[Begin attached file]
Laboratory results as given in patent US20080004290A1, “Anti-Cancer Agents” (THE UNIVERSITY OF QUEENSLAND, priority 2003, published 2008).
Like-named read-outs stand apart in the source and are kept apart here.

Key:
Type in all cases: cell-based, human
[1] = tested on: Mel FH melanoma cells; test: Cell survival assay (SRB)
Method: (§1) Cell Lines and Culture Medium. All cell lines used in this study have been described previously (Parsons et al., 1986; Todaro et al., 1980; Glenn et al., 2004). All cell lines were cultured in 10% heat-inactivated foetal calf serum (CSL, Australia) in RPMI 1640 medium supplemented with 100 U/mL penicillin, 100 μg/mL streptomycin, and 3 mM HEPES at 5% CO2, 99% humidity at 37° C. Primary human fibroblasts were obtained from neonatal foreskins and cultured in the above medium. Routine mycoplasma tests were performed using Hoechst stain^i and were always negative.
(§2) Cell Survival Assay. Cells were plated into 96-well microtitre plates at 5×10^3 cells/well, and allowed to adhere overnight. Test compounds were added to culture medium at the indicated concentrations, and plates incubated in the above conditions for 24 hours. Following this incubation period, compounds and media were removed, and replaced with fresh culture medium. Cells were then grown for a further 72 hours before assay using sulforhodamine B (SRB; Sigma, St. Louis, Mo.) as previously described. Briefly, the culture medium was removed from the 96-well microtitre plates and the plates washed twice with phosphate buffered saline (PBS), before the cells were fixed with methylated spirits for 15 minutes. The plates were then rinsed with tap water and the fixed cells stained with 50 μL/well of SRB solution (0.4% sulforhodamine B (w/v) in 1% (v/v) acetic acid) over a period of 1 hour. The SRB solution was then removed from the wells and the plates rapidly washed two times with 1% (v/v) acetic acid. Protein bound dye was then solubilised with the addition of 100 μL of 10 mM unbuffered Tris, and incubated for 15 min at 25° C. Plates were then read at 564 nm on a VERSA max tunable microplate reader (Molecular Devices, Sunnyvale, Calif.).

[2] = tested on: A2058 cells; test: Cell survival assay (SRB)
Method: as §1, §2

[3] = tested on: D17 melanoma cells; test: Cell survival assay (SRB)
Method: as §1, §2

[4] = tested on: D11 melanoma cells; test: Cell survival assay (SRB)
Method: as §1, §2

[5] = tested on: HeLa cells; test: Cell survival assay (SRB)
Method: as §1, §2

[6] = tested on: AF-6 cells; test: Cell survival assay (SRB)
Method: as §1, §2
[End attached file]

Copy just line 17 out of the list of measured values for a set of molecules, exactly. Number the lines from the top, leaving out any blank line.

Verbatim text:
Method: as §1, §2